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sign on the dotted line

To give one's formal agreement or assent by signing a legally binding contract document. We've approved you for a $10,000 loan. You just need to sign on the dotted line, and we'll transfer the funds to your account. Be sure to read all the fine print before you sign on the dotted line.
See also: dot, line, on, sign
Farlex Dictionary of Idioms. © 2015 Farlex, Inc, all rights reserved.

sign on the dotted line

 
1. Lit. to indicate one's agreement or assent by placing one's signature on a special line provided for that purpose. (The line may be solid or dotted.) I agreed to the contract, but I haven't signed on the dotted line yet. When you have signed on the dotted line, please give me a call.
2. Fig. to indicate one's agreement to something. Okay. I agree to your terms. I'll sign on the dotted line. He is thinking favorably about going with us to Canada, but he hasn't signed on the bottom line.
See also: dot, line, on, sign
McGraw-Hill Dictionary of American Idioms and Phrasal Verbs. © 2002 by The McGraw-Hill Companies, Inc.

sign on the dotted line

Agree formally or fully, as in The deal is just about fixed; all they have to do is sign on the dotted line. This idiom refers to the broken line traditionally appearing at the bottom of a legal document, indicating the place for one's signature. [Early 1900s]
See also: dot, line, on, sign
The American Heritage® Dictionary of Idioms by Christine Ammer. Copyright © 2003, 1997 by The Christine Ammer 1992 Trust. Published by Houghton Mifflin Harcourt Publishing Company. All rights reserved.

sign on the dotted line

COMMON If you sign on the dotted line, you formally agree to something by signing an official document. Once you sign on the dotted line you are committed to that property. Note: You can also say that someone signs on the line. He signed on the line and can only blame himself. Note: You can also talk about someone's name on the dotted line or signature on the dotted line. He went to see Malcolm's widow, Betty, too; he needed her name on the dotted line.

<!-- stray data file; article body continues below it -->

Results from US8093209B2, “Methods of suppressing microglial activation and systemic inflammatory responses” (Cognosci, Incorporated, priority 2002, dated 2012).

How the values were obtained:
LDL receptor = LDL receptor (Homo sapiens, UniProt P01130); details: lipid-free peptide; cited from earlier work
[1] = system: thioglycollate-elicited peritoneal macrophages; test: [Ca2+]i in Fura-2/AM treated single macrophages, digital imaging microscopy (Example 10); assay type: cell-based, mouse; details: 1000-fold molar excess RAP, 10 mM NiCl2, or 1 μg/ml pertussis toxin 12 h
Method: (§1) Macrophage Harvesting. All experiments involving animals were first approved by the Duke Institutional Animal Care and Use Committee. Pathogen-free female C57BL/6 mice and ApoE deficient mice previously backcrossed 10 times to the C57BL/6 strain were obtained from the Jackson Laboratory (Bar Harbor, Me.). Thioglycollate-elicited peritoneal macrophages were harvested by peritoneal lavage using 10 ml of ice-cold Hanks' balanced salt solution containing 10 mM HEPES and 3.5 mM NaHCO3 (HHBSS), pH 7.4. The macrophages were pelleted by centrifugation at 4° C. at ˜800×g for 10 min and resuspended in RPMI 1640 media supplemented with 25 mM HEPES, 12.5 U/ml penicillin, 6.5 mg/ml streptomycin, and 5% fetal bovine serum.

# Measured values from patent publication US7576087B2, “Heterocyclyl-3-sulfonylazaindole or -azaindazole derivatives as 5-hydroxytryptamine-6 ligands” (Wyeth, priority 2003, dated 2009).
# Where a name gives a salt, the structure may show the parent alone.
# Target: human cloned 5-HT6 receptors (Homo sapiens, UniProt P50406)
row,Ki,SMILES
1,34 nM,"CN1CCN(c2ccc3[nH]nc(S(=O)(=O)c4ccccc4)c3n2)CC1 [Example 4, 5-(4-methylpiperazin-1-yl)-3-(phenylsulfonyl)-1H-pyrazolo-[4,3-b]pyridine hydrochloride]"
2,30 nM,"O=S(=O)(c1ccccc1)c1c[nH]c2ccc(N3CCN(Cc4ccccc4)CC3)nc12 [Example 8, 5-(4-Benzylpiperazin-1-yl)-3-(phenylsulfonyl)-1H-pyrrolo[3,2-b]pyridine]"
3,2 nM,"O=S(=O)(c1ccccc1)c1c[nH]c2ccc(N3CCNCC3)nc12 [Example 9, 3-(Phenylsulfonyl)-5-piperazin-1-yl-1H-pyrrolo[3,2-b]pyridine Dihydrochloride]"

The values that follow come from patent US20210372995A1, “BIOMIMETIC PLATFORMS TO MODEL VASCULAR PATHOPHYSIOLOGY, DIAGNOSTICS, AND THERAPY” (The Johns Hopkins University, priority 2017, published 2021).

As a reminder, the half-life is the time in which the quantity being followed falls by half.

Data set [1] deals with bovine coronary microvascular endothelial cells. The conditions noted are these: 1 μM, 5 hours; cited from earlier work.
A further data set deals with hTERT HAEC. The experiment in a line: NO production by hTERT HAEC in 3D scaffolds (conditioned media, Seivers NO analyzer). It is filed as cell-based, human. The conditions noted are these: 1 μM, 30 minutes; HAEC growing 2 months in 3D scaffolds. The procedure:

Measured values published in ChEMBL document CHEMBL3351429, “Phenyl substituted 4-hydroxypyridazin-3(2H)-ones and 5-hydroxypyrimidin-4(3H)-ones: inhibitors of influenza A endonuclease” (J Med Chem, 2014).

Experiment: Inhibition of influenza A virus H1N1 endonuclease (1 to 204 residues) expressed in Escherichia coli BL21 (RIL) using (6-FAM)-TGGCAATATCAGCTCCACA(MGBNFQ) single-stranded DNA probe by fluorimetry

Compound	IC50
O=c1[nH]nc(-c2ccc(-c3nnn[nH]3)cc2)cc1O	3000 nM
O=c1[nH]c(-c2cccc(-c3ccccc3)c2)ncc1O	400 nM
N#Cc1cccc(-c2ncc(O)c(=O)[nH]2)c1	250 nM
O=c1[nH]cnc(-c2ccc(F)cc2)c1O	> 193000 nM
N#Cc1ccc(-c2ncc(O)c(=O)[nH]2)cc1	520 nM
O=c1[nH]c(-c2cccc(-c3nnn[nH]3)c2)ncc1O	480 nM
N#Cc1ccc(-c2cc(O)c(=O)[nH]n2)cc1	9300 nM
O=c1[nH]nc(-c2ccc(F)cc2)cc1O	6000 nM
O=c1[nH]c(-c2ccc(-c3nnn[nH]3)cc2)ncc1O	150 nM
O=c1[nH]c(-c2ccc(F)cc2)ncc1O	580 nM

See also: dot, line, on, sign
Collins COBUILD Idioms Dictionary, 3rd ed. © HarperCollins Publishers 2012

sign on the dotted line

agree formally.
1921 P. G. Wodehouse Indiscretions of Archie I spoke to him as one old friend to another…and he sang a few bars from ‘Rigoletto’, and signed on the dotted line.
See also: dot, line, on, sign
Farlex Partner Idioms Dictionary © Farlex 2017

sign on the dotted ˈline

(informal) sign your name at the bottom of a contract and so agree to a deal, etc: The job isn’t mine until I’ve signed on the dotted line.
See also: dot, line, on, sign
Farlex Partner Idioms Dictionary © Farlex 2017

sign on the dotted line, to

To indicate one’s full acceptance of terms being offered. The dotted line in question is often used on official documents to indicate the place for one’s signature. The term dates from the early 1900s. P. G. Wodehouse used it in Indiscretions of Archie, (1921): “He sang a few bars from ‘Rigoletto,’ and signed on the dotted line.”
See also: dot, on, sign
The Dictionary of Clichés by Christine Ammer Copyright © 2013 by Christine Ammer
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References in periodicals archive ?
And the "a hell-a-lotta money was involved" to get Lady Jay Dee to sign on the dotted line.
If the United States wants a done deal by 2005, it will have to persuade the FTAA's largest partner to sign on the dotted line.
The government, however, has been loath to sign on the dotted line for fear of locking in politically unpopular price increases and implicitly adding to its debt responsibilities by providing a sovereign guarantee on financing.